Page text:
Blackberries are a favourite of foragers but now gardeners are able to get in on the act and grow cultivated blackberries in the garden – you can even get varieties that are thorn-less, so no more pricked fingers. Imagine having your very own easy to access supply of these delicious fruits.

Growing blackberries:

Thorn-less blackberry varieties can be purchased that will avoid the scratched knuckles associated with foraged blackberries and bramble thickets. You can grow your blackberries in a spot with full sun or partial shade, the more sun the blackberry bush gets the more fruit will form on it.

If you already have wild blackberries in your garden you may already be familiar with how tricky they can be to keep in control. You may not mind a bit of wildness in your garden in which case you may just beat a path to your wild blackberry thicket so you can get at the fruit but blackberries do not need to be so unwieldy. Modern varieties can be easy to keep in bounds with a little bit of judicious pruning and some heavy mulching with leaf mound or similar around the base. Blackberries can be productive plants even in the most rigorously neat and planned garden. You could even train a blackberry up and over an arbour or up a pillar like a climbing rose.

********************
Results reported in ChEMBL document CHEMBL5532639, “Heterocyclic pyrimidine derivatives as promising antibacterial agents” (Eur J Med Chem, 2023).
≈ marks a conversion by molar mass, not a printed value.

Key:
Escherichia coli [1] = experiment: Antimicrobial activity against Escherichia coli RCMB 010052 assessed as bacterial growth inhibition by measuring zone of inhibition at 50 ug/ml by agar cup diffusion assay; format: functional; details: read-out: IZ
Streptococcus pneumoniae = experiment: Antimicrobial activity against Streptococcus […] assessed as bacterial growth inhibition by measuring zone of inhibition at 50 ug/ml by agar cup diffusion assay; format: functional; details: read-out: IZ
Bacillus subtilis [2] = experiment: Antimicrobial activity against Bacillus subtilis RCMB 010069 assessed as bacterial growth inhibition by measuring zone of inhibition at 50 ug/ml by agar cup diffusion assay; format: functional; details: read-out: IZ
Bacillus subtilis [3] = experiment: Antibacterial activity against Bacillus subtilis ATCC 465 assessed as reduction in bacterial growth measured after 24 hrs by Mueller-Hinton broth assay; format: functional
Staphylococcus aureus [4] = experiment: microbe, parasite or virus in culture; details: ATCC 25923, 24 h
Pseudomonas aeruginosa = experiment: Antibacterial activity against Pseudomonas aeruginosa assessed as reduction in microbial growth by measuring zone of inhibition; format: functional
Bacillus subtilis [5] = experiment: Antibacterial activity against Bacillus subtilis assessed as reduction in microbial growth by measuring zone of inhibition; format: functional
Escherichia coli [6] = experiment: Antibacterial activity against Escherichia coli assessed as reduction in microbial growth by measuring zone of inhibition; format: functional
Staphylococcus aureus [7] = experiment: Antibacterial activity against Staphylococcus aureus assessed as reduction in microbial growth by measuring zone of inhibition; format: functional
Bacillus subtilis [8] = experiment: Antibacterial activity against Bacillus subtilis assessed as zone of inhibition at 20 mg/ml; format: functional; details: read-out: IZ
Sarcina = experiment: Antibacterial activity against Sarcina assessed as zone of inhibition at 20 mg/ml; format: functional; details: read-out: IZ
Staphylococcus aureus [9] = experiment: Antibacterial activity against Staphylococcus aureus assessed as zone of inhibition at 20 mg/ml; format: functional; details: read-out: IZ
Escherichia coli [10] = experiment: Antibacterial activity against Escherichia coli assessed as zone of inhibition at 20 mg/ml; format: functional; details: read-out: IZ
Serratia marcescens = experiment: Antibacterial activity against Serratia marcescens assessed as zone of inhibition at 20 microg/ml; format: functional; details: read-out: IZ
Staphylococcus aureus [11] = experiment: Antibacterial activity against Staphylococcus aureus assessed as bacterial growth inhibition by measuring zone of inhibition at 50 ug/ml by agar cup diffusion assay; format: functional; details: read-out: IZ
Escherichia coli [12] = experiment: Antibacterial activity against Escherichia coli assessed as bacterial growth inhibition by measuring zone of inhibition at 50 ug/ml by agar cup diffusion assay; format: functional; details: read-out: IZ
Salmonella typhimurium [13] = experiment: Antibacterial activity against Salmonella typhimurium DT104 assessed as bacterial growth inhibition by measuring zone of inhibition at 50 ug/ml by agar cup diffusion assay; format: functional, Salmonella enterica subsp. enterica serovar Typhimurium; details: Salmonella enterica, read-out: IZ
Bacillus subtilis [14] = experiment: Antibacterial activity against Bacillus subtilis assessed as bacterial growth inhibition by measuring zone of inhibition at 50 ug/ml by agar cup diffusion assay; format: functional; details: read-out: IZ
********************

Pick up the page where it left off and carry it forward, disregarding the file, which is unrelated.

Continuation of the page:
Blackberries will not thrive in very chalky or heavy clay soil without some amendment, but they are pretty tolerant of anything in between. They do like to be well-watered in the summer but do not like to be waterlogged in the winter. They will do well in most places but may need watering, especially while becoming established, in drier regions.

Most blackberries fruit on second year canes so in cultivated garden blackberries, canes are generally cut out after they have fruited and this years canes tied in to fruit the following year. One blackberry bush in prime producing mode can provide over 5kg of fruit!

There are a number of different blackberry varieties and you should choose the one that is right for the space you have in your garden. The most successful commercial variety is the 'Loch Ness', a thornless blackberry which produces a high yield.

Blackberries will often do well as the understory to trees in a forest garden or garden edge, as long as they are not in full shade. Deciduous trees above will shed their leaves forming a natural mulch in which blackberries will thrive.

Bee balm, borage, tansy and rue are all good companion plants for blackberries as they will attract bees and repel pests. Legumes are also good because the blackberries like a relatively high nitrogen content to the soil.

Due to the fact that diseases can pass between the two, it is better not to plant blackberries and raspberries together.

Why grow blackberries in the garden?

Blackberries are a low maintenance garden plant, they are incredibly productive and the berries are very good for you, with all sorts of immune-system-boosting nutrients. When controlled they can be decorative and when wild they can form a natural landscaping barrier or wind-break.

Quick Facts

Latin Name
Rubus fruticosus